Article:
DAISY HILL - The Encyclopedia of Cleveland History
DAISY HILL was the country estate and farm of O. P. AND M. J. VAN SWERINGEN†, developers of SHAKER HEIGHTS and the CLEVELAND UNION TERMINAL complex. Situated in the suburb of HUNTING VALLEY east of Cleveland, it was developed by the two bachelor brothers between 1920-27 at an estimated cost of $2 million. Located on acres of rolling land at the edge of the Chagrin Valley, the estate included the main house, stables, nursery and greenhouse, a man-made lake, and 22 garages. The stone walls, bridges, and round towers in the Norman style were built by local stonemason Geo. Brown. Philip Small, who also planned SHAKER SQUARE for the Van Sweringens, was the architect. The low, rambling main house contained 54 rooms and was designed in a mixture of styles. It has a 2-story Colonial portico, high-ceilinged informal parlors, and a large indoor swimming pool. A Dickens collection contained many first or limited editions, and the mansion was furnished with expensive antiques, American paintings, and Dresden and Spode china. The Van Sweringens occasionally entertained there but often held business meetings at Daisy Hill. Following the deaths of the two brothers in 1935 and 1936, their personal property was sold at auction in 1938, and the mansion was purchased in 1946 by Gordon Stouffer and renamed "Stowood." By 1988 the house had had 6 owners and all but 7 of the original 500 acres had been subdivided for further development.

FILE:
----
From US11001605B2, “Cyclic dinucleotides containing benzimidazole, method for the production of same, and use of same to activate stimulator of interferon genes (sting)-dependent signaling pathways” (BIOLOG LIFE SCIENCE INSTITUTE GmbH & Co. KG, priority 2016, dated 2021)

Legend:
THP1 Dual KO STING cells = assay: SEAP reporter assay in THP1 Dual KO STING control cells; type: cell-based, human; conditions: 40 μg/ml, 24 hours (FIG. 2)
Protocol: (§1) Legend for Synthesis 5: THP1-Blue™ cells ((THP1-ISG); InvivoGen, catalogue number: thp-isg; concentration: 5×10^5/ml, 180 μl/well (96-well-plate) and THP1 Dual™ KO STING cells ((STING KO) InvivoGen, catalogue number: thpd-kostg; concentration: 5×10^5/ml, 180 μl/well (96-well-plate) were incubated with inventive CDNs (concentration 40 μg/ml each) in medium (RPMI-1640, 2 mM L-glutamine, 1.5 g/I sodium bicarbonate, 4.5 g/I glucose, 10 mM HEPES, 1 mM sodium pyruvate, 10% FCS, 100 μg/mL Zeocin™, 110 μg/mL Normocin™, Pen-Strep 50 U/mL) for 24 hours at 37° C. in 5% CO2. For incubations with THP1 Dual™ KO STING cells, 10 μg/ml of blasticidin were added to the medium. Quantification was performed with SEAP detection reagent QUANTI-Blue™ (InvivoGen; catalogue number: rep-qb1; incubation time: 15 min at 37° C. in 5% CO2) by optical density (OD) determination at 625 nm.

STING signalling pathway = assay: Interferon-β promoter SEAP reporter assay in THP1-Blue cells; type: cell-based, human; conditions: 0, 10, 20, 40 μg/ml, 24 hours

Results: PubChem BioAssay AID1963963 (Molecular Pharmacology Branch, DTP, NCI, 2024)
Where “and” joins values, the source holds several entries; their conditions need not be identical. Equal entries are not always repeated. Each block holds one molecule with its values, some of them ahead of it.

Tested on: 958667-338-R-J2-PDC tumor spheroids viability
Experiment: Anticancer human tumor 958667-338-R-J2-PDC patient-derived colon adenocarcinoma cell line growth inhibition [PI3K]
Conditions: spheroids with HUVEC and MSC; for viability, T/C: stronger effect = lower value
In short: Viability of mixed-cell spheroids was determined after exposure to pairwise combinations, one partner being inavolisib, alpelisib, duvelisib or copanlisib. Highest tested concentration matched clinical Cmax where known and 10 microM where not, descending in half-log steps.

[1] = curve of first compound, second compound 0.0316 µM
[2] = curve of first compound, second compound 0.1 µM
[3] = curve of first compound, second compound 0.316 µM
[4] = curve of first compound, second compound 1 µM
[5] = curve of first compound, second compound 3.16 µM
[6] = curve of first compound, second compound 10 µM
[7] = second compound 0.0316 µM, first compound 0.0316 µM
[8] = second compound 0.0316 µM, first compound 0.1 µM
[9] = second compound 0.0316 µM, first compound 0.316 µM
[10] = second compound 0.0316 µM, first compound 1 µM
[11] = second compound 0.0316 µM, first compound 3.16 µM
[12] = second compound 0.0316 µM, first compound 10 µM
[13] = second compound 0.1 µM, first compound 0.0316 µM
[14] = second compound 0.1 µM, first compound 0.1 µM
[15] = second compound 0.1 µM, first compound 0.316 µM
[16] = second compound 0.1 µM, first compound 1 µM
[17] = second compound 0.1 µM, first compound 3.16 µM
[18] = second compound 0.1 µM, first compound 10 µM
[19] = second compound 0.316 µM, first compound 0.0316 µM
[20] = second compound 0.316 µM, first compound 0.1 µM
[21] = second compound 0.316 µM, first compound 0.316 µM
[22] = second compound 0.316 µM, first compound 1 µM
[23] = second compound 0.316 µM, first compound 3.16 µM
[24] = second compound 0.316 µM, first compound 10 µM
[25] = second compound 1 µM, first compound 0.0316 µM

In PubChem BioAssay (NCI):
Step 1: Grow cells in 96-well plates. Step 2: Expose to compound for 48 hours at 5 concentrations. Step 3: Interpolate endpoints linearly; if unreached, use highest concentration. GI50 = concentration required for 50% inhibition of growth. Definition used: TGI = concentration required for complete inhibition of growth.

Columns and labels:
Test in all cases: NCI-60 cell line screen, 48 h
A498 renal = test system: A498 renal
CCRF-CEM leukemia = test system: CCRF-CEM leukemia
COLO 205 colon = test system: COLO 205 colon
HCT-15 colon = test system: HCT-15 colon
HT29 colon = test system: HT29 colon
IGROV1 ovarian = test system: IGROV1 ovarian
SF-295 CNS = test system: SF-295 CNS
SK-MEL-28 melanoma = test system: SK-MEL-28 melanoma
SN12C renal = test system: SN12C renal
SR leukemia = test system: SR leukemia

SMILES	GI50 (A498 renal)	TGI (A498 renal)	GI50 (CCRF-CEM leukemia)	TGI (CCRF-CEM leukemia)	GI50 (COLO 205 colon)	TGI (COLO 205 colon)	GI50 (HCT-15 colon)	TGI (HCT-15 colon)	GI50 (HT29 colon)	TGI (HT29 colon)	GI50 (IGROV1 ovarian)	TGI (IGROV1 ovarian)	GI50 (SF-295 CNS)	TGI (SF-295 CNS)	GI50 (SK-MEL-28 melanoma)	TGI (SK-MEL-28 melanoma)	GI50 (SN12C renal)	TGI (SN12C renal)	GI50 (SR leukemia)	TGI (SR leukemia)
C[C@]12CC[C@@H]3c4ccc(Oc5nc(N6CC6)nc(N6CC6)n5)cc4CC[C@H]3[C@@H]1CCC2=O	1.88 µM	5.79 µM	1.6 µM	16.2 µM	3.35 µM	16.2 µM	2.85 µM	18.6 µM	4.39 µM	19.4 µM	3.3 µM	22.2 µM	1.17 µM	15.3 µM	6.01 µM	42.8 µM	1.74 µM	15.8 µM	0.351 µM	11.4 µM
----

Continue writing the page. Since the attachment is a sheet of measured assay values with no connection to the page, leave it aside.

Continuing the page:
Last Modified: 11 Jul 1997 10:09:33 AM
This site maintained by Case Western Reserve University